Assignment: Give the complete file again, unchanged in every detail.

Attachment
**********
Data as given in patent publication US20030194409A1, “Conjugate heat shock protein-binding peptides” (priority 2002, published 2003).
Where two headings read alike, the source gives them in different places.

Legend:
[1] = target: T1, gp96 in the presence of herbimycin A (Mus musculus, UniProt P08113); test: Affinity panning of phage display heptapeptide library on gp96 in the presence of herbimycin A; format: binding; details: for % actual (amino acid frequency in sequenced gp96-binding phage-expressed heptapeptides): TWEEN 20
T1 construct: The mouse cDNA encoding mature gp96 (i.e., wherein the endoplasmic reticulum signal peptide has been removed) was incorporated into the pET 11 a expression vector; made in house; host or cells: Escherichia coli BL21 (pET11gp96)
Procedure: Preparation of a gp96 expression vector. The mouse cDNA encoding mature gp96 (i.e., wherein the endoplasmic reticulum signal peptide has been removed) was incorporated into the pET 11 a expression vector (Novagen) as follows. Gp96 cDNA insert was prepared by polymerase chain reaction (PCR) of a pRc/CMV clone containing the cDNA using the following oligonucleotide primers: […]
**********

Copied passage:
Data as given in patent publication US20030194409A1, “Conjugate heat shock protein-binding peptides” (priority 2002, published 2003).
Where two headings read alike, the source gives them in different places.

Legend:
[1] = target: T1, gp96 in the presence of herbimycin A (Mus musculus, UniProt P08113); test: Affinity panning of phage display heptapeptide library on gp96 in the presence of herbimycin A; format: binding; details: for % actual (amino acid frequency in sequenced gp96-binding phage-expressed heptapeptides): TWEEN 20
T1 construct: The mouse cDNA encoding mature gp96 (i.e., wherein the endoplasmic reticulum signal peptide has been removed) was incorporated into the pET 11 a expression vector; made in house; host or cells: Escherichia coli BL21 (pET11gp96)
Procedure: Preparation of a gp96 expression vector. The mouse cDNA encoding mature gp96 (i.e., wherein the endoplasmic reticulum signal peptide has been removed) was incorporated into the pET 11 a expression vector (Novagen) as follows. Gp96 cDNA insert was prepared by polymerase chain reaction (PCR) of a pRc/CMV clone containing the cDNA using the following oligonucleotide primers: […]